Kafka lives in Washington

Time again to pay tribute to the Feds to fund illegal wars, insider fat-cats, and tax cuts for the coupon-cutting rich. See the postscript.

I need to send out a few 1099s. So I go to the IRS web site and request information on Form 1099. Hundreds of entries pop up. I choose 2003 Instruction Form 1099 ALL and wade through 92 pages. Nope, no blank forms there. I go to the Form Finder. Advanced Search. WTF? I can choose by the date material was posted to the site; I wonder if anyone has ever used that feature.

I choose to search for documents containing the word "1099-MISC." The result? "1444 results found, top 500 sorted by relevance." Oh joy. Then I notice that the first of the 1444 results is titled, "2003 Form 1099MISC." Cool. Then I read the description: "Attention: This form is provided for informational purposes and should not be reproduced on personal computer printers by individual taxpayers for filing."

Ah ha! I'm getting wise to their game. I return to the search page and enter "2003 Form 1099MISC." Damn. Again I get the form I'm not allowed to use. I open it anyway. Now I see the problem. "Caution: Because the IRS processes paper forms by machine (optical character recognition equipment), you cannot file with the IRS Forms 1096, 1098, 1099, or 5498 that you print from the IRS Web Site."

Oh. Now I see. I'm supposed to go down to the library to pick up a supply of Forms 1099. And then fill them our by hand so that a machine will be able to read them.

This whole procedure, only the first thirty minutes of what will end up being days of bureaucracy and blind alleys, is bizarre. My $99 scanner has no problems reading output from my printer. How is the IRS not able to do the same? For that matter, why doesn't the IRS simply use the same scanners they use to process 1040s and all the other forms you are allowed to print for yourself?

Beyond that, hasn't anyone at the IRS considered the 80/20 rule? Why do the instruction books have to cover every eventuallity? Shouldn't they have one path for the majority of users and another for people with arcane or oddball situations? Why are the instructions locked in Adobe Acrobat rather than in HTML, which would let you click through to what you want to look at?

In a couple of months, we'll be reading stories in the papers about how one in four answers the IRS gives to call-in questions are dead wrong. (But you'll be penalized if you follow their bad advice because they assume no responsibility for the accuracy of what they tell you.)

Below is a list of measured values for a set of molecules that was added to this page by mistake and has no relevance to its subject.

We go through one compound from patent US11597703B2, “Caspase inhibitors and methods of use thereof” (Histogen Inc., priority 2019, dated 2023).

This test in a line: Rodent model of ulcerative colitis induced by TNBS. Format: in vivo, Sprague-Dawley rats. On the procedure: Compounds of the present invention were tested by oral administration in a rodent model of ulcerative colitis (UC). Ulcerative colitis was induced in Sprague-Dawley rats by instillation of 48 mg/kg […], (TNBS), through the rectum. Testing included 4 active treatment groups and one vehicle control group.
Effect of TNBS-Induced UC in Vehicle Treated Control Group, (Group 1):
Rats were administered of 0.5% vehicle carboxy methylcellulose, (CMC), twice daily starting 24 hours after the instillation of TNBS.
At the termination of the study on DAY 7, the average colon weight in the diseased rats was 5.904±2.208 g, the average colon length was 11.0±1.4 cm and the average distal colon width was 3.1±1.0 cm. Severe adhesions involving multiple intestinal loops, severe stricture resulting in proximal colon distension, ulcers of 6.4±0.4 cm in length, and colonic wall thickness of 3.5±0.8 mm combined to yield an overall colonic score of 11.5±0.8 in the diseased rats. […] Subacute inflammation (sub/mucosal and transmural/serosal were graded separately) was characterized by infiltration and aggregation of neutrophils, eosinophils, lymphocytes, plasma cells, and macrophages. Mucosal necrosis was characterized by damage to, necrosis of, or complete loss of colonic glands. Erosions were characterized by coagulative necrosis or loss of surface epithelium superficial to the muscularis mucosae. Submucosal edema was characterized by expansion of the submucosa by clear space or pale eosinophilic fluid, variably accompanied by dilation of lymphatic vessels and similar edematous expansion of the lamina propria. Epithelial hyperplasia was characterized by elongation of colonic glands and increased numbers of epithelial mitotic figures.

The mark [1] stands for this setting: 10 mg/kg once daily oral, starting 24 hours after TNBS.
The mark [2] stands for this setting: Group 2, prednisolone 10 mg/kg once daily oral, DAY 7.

I bitch and moan about gaffes in eLearning. The IRS is in a different league. Super-SNAFU.

As a taxpayer, permit me to offer a one-word suggestion:

USABILITY

Well, that was a fun rant, but now I have to take it back. (And no, that's not a revenooer behind me holding a gun to my head.)

Having found no paper 1099 forms at the local library, I went back to irs.gov and took a different path. They have an 80/20 path just like I was asking for. I'll report back if it gets me to any forms.


Most post offices have tax forms. Not the main Berkeley Post Office, I found out. So I drove to Oakland, parked at City Center, and walked into the Ronald Dellums Federal Building. The IRS has a rack with tax forms just inside the door; it did not contain 1099s. Okay, I thought, I know their regional office is right inside. Oh silly me, I forgot that we're on alert. I was eighth in line to go through the metal detector. Five minutes later I showed my picture-ID and demonstrated that my cell phone could display 1-2-3. I walked through the metal detector without incident. My satchel passed through the xray machine.

The guard came to the other side of the conveyor belt and asked me if I were carrying knives or scissors. No, I said. I unzipped the bag. He said he was not allowed to reach inside. Could I dump everything out into a plastic box? Did I not have a knife in the side pocket of my bag?


Do you mean this? I asked.

Federal marshal: "We can't let you in here with that."
Me: "Can you hold it for me until I come back?"
Federal marshal: "No, you'll have to take it back to your car."
Me: "But my car is not close by."
Federal marshal: "You have no choice."

I turn to leave.
Federal marshal: "You can't go out that way. You have to use the exit."

In the lobby, I approach a couple of guys handing out literature for the University of Phoenix.
Me: "Would you guys mind holding my weapon while I pick up some tax forms?"
Phoenix: "No problem. A few minutes ago we helped a guy who tried to sneak in with a life-threatening nail-file. "

I re-entered through security and walked into the IRS office. Three large double-sided cases of forms. I find the slot marked 1099-MISC. It is empty. A note says to pick up Form 1099 at the front desk. I wait in line. I approach the desk. The clerk looks off in the direction of my left shoulder. She is blind. I telll her I need four 1099s. She knows right where they are. Whew!

I'm glad that escapade is behind me.


Posted by Jay Cross at January 11, 2004 12:05 PM | TrackBack
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